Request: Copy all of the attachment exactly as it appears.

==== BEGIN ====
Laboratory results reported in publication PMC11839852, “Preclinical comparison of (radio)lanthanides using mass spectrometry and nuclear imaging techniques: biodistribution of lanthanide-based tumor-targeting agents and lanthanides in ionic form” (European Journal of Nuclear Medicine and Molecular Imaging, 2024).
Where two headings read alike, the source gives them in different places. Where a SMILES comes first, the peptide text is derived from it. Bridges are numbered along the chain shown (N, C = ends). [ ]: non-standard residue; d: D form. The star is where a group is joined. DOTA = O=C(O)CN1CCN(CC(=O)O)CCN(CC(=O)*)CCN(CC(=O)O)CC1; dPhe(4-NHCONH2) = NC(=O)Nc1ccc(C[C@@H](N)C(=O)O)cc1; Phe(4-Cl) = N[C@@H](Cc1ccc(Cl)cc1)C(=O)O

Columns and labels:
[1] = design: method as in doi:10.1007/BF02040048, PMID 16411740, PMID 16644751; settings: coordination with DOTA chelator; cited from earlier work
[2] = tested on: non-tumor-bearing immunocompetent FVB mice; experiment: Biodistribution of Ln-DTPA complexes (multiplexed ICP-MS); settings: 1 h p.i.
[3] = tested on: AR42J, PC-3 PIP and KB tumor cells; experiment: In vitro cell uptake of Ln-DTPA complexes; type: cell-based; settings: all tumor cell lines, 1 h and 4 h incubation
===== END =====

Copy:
Laboratory results reported in publication PMC11839852, “Preclinical comparison of (radio)lanthanides using mass spectrometry and nuclear imaging techniques: biodistribution of lanthanide-based tumor-targeting agents and lanthanides in ionic form” (European Journal of Nuclear Medicine and Molecular Imaging, 2024).
Where two headings read alike, the source gives them in different places. Where a SMILES comes first, the peptide text is derived from it. Bridges are numbered along the chain shown (N, C = ends). [ ]: non-standard residue; d: D form. The star is where a group is joined. DOTA = O=C(O)CN1CCN(CC(=O)O)CCN(CC(=O)*)CCN(CC(=O)O)CC1; dPhe(4-NHCONH2) = NC(=O)Nc1ccc(C[C@@H](N)C(=O)O)cc1; Phe(4-Cl) = N[C@@H](Cc1ccc(Cl)cc1)C(=O)O

Columns and labels:
[1] = design: method as in doi:10.1007/BF02040048, PMID 16411740, PMID 16644751; settings: coordination with DOTA chelator; cited from earlier work
[2] = tested on: non-tumor-bearing immunocompetent FVB mice; experiment: Biodistribution of Ln-DTPA complexes (multiplexed ICP-MS); settings: 1 h p.i.
[3] = tested on: AR42J, PC-3 PIP and KB tumor cells; experiment: In vitro cell uptake of Ln-DTPA complexes; type: cell-based; settings: all tumor cell lines, 1 h and 4 h incubation